COVID-19 and computation for policy

Johnson, Jeffrey; Denning, Peter; Delic, Kemal and Bromley, Jane (2020). COVID-19 and computation for policy. Ubiquity, 2020(October) pp. 1–14.

DOI: https://doi.org/10.1145/3427634

Abstract

Governments across the world are formulating and implementing medical, social, economic and other policies to manage the COVID-19 pandemic and protect their citizens. Many governments claim that their policies follow the best available scientific advice. Much of that advice comes from computational modeling. Two of the main types of model are presented: the SIR (Susceptible, Infected, Recovered) model developed by Kermack and McKendrick in the 1920s and the more recent Agent Based Models. The SIR model gives a good intuition of how epidemics spread; including how mass vaccination can contain them. It is less useful than Agent Based Modeling for investigating the effects of policies such as social distancing, self-isolation, wearing facemasks, and test-trace-isolate.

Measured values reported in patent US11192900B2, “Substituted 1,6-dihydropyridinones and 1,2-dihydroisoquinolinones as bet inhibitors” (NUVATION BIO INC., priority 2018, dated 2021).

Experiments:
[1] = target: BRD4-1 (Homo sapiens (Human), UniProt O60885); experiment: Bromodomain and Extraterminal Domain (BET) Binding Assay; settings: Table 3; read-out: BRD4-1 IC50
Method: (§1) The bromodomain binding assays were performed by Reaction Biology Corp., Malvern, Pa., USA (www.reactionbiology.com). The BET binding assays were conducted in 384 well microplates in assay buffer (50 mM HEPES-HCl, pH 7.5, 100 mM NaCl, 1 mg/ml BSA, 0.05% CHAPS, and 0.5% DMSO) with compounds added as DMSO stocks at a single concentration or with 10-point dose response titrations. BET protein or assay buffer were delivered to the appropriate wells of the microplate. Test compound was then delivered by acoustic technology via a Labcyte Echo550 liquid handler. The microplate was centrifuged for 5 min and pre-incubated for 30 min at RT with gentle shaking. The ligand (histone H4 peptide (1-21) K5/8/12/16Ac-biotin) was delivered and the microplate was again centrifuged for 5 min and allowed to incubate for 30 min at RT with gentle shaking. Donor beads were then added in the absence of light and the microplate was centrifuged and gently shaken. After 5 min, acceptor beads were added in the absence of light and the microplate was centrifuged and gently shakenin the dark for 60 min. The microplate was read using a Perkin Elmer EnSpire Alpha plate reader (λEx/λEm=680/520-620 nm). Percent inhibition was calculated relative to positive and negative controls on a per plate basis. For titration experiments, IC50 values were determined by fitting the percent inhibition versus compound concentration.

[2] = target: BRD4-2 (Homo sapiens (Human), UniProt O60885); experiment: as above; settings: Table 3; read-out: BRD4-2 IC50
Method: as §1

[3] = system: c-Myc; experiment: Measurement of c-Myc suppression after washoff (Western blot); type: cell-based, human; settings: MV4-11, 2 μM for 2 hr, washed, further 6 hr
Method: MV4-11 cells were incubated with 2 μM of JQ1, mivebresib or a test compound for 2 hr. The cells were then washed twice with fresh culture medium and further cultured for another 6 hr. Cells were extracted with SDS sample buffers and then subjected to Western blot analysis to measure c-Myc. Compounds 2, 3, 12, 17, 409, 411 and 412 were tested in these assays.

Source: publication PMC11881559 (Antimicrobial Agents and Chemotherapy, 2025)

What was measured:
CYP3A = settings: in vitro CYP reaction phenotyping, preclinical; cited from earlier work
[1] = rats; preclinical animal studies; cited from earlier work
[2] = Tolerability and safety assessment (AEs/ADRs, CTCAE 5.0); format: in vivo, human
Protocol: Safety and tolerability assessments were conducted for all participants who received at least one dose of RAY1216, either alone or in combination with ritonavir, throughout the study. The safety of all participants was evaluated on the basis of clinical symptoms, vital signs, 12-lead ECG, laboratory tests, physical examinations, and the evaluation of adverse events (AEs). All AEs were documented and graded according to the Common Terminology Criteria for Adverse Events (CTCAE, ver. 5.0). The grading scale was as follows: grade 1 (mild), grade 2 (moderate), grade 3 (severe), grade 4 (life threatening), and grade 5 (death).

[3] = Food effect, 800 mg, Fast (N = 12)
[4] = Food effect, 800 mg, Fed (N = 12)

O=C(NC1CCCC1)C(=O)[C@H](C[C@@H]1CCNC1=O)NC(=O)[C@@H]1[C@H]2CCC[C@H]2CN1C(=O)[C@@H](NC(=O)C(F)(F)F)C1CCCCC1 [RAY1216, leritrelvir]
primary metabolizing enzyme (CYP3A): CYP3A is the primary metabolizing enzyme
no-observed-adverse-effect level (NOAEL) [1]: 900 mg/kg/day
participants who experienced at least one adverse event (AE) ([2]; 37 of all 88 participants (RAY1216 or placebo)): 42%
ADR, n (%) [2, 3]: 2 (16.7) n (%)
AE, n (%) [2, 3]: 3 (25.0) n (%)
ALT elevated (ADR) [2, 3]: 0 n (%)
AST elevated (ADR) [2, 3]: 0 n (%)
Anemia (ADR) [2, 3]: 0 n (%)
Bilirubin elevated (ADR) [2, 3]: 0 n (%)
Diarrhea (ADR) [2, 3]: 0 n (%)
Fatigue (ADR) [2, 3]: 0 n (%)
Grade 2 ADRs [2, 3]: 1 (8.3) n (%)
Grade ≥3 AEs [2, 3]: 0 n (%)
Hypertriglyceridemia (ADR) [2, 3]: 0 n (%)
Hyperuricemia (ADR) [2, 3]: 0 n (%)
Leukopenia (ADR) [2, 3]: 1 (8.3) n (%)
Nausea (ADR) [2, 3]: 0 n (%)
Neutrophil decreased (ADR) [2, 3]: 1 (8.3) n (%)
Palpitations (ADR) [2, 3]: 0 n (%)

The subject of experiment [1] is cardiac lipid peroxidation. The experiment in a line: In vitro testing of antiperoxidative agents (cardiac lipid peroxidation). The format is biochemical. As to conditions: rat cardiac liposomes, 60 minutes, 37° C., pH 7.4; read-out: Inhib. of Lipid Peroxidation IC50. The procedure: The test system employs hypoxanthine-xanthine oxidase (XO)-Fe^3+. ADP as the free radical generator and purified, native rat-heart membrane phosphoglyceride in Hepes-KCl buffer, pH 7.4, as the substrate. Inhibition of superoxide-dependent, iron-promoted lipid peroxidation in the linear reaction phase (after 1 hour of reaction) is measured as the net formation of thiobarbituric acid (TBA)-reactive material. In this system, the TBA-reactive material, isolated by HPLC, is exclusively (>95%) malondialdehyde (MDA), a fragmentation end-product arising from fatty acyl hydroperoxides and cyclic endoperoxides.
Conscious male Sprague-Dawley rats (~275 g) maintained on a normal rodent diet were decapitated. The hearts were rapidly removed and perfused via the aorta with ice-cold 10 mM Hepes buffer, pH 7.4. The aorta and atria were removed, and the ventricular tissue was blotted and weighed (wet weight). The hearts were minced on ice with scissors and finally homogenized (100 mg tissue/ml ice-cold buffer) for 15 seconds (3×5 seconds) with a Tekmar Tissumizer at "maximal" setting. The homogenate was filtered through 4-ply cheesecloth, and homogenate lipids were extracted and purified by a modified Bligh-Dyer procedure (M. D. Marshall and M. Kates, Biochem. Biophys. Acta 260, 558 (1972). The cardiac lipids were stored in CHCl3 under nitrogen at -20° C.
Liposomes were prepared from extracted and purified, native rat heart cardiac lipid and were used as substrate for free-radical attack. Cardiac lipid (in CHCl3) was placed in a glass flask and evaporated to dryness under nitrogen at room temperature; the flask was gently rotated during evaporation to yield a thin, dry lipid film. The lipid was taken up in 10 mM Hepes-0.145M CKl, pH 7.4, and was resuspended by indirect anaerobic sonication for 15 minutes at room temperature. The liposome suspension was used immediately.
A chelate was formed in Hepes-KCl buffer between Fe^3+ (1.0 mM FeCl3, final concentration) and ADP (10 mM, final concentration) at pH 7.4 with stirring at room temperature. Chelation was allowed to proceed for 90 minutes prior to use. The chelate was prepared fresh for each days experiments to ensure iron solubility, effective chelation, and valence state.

Politicians and the public have been perplexed to observe the lack of consensus in the scientific community and there being no single 'best science' to follow. The outcome of computational models depends on the assumptions made and the data used. Different assumptions will lead to different computational outcomes, especially when the available data are so poor. This leads some commentators to argue that the models are wrong and dangerous. Some may be, but computational modeling is one of the few ways available to explore and try to understand the space of possible futures. This lack of certainty means that computational modeling must be seen as just one of many inputs into the political decision making process. Politicians must balance all the competing inputs and make timely decisions based on their conclusions---be they right or wrong. In the same way that democracy is the least worst form of government, computational modeling may be the least worst way of trying to understand the future for policy making.

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